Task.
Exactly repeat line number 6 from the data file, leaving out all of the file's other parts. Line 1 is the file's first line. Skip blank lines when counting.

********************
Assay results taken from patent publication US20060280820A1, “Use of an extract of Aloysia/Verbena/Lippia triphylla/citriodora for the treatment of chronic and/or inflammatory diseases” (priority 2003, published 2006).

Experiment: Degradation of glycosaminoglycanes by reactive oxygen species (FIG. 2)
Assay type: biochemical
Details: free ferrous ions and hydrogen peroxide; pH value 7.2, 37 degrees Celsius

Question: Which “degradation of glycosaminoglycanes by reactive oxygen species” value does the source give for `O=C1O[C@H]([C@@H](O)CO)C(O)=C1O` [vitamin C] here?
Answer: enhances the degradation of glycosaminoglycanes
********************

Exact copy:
Answer: enhances the degradation of glycosaminoglycanes